Chris Stewart pegged a runner at third base the other day.Buster Posey tried it in the third inning Friday night, and ended up committinga throwing error.

Even if the throws dont result in bonus outs, its a goodthing to show opposing scouts. Theyll write up their reports and mention to bealert for snap throws from behind the plate.

Thats one way to shorten up anopponents secondary leads.

--
This is the time in spring when the days really begin todrag. Considering the Giants have scored one run the past two nights, maybe theevenings can drag, too.

I think there should be something else on the schedule tobreak it up. Battle of the Network Stars. Jousting with those giant Q-tipthings from American Gladiators. Anything.

Feats of strength would be fun, though. How about asingle-elimination tug o war tournament? I asked Brandon Belt to pick his No.1seed. He took Pablo Sandoval. I took Bumgarner. (Apparently, Pilldead-lifts people to shame in the weight room, Belt said.)

Dig in those heels, Mike Fontenot. And good luck.

Giants spring training Day 10: Bochy on board with new rules

Giants spring training Day 10: Bochy on board with new rules

SCOTTSDALE, Ariz. — During his season managing Barry Bonds, Bruce Bochy watched the slugger get intentionally walked 43 times. 

“There were (managers) who had the (signal) up before he even got to the batter’s box,” Bochy said Wednesday.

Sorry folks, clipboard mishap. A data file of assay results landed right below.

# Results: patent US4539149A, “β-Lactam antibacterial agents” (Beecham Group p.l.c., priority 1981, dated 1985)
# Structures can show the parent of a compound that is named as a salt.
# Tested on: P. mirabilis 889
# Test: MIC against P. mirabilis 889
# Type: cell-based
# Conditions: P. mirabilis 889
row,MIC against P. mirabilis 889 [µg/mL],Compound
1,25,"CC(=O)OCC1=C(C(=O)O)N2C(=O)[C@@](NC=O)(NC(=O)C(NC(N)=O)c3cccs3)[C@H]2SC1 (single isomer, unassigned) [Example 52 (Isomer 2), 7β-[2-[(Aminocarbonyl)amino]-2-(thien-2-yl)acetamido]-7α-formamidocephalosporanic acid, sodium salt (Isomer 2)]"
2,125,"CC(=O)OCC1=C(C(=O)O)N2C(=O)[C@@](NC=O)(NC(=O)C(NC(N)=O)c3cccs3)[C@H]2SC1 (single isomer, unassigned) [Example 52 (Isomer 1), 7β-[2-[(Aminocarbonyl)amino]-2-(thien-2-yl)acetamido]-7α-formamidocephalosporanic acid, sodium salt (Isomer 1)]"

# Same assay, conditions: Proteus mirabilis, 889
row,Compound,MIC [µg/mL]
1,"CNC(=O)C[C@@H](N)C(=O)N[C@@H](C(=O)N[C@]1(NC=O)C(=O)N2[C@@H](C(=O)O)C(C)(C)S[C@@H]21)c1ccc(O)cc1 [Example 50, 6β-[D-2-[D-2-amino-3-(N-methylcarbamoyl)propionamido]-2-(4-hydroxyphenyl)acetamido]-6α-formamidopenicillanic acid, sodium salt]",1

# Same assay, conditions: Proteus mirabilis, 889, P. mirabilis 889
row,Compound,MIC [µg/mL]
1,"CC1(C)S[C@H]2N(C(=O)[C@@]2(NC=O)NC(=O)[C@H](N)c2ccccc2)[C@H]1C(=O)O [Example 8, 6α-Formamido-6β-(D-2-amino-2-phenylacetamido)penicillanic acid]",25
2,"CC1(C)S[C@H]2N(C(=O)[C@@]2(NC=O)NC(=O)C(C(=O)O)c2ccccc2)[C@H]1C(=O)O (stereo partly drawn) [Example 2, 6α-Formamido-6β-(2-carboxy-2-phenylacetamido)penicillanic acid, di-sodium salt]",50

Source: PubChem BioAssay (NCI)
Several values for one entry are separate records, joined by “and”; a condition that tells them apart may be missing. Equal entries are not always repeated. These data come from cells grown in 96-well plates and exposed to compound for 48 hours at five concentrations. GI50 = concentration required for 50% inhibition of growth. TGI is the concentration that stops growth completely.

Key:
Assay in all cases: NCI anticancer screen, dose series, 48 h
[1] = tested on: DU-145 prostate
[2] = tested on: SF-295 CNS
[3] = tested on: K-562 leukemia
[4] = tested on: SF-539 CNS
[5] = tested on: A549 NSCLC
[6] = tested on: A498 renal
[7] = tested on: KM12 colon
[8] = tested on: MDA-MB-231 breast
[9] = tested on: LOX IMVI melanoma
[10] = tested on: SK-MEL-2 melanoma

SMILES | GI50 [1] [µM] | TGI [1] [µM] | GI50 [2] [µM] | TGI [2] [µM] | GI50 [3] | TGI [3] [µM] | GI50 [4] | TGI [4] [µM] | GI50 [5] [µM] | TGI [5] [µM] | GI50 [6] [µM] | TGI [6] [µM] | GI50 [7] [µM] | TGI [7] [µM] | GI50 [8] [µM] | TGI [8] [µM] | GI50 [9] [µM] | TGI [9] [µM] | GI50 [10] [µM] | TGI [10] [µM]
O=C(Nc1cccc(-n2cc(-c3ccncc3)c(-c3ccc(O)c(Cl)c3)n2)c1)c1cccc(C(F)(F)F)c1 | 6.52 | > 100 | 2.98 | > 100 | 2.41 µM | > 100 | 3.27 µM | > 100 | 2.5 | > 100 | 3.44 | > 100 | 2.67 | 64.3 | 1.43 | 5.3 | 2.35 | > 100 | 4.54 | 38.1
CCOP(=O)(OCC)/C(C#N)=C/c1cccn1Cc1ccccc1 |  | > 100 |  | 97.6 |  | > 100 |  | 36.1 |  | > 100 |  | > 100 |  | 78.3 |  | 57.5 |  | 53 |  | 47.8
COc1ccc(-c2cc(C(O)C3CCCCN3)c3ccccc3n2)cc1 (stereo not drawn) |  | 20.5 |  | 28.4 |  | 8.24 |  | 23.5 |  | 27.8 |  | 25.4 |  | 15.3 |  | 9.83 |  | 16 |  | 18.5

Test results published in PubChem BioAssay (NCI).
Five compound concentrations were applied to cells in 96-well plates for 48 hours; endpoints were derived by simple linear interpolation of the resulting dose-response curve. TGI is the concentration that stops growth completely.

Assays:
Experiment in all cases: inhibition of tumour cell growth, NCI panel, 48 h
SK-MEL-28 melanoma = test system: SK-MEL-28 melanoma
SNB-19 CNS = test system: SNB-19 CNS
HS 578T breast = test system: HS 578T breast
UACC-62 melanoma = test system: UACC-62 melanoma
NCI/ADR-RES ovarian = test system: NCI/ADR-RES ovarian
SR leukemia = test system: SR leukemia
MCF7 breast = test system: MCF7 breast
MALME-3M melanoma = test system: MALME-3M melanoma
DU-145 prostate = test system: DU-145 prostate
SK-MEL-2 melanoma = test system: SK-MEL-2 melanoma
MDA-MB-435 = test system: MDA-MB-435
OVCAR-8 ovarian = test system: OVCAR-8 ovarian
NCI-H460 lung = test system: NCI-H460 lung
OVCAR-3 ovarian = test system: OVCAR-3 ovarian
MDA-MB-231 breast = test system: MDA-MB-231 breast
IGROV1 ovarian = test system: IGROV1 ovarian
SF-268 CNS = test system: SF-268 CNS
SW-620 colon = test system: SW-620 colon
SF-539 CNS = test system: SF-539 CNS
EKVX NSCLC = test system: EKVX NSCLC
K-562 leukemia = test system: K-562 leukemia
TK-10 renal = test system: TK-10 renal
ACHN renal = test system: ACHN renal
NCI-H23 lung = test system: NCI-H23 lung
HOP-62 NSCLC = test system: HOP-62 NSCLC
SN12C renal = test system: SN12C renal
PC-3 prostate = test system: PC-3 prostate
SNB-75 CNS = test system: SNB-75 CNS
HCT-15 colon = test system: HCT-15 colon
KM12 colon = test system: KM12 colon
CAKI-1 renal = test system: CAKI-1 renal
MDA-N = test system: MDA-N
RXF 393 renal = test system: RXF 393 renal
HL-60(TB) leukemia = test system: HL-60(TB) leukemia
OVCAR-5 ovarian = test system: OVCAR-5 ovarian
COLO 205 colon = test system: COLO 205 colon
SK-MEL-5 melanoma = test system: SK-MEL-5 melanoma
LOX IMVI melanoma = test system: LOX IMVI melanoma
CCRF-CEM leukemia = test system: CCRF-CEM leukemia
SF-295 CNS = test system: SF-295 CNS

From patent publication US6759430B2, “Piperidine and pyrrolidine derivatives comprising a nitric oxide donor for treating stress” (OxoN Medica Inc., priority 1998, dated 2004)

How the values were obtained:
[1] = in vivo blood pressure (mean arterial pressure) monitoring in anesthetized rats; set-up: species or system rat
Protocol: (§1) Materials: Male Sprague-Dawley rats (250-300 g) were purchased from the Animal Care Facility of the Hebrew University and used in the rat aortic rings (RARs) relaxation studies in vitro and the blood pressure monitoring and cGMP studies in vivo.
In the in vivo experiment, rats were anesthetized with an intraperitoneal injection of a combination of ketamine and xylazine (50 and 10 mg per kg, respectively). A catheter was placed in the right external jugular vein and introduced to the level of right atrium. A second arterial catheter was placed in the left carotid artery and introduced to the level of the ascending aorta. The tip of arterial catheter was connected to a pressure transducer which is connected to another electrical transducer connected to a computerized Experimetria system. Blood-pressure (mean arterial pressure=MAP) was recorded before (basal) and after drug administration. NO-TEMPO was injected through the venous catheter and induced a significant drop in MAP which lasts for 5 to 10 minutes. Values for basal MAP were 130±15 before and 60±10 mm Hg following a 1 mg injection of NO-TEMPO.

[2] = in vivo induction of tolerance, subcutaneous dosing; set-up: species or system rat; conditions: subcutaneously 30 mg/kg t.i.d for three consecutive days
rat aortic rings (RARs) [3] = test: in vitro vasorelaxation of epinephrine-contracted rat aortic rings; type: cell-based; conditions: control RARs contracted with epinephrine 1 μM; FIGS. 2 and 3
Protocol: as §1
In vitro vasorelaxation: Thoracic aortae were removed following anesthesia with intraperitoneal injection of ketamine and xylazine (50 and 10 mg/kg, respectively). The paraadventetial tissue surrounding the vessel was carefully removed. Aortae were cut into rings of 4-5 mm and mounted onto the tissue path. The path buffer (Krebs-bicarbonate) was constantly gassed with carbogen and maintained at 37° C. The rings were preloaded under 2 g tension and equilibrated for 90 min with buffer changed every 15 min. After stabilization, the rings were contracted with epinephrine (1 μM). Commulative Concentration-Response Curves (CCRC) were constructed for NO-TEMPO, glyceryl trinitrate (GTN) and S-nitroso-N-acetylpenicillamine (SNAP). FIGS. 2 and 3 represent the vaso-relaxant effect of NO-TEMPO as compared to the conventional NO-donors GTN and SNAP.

That’s part of the reason Bochy is completely on board with a new rule stating that managers only have to signal for an intentional walk. The elimination of the four pitches has been approved by MLB and the MLBPA, with the caveat that a manager can change his mind in the middle of the plate appearance. 

“I’m fine with it,” Bochy said. “I know a few pitchers are happy because they kind of have a thing about throwing (those pitches), not on our team, but last year it happened to us and we didn’t go. I’m fine with it.”

It’s rare that an intentional ball would go to the backstop, but the Giants experienced it last year against the Yankees. Dellin Betances threw wide as he tried to put Brandon Crawford on and Angel Pagan didn’t react quickly enough to score from third. 

Bochy met with league officials last week to go over some of the new rules and ideas, and he said he wants MLB to keep pushing to cut the time of games. 

“We talk about it so much but we really haven’t done a lot,” Bochy said. “I’m all for (limiting mound visits). I’m all for it, I am. It’s gotten more and more popular in the game. It used to be the catcher, and now it’s the catcher and infielders, and they go to the mound and come back and then the pitching coach goes out there.”

EXHIBITION SCHEDULE: Bochy said Madison Bumgarner is currently slated to start Friday’s Cactus League opener, with Matt Cain also throwing an inning. Ty Blach will start Saturday, Matt Moore and Tyler Beede will pitch Sunday, and Jeff Samardzija will start Monday. It’s possible that 18 or 20 different pitchers will take the mound over the first two days since almost all of them will be scheduled for just three outs. With the exception of Will Smith, every projected Giant should see the field this weekend. Hunter Pence is the only guy who has been held back at all, but his intercostal issue has cleared up. Pence put several on the left-field berm during BP on Wednesday.

“Hunter wants to (play Friday). He's ready to go,” Bochy said. “I’ll make that call tomorrow once I talk to the staff, but Hunter assured me he’s a full go with no limitations, and he really wants to play.”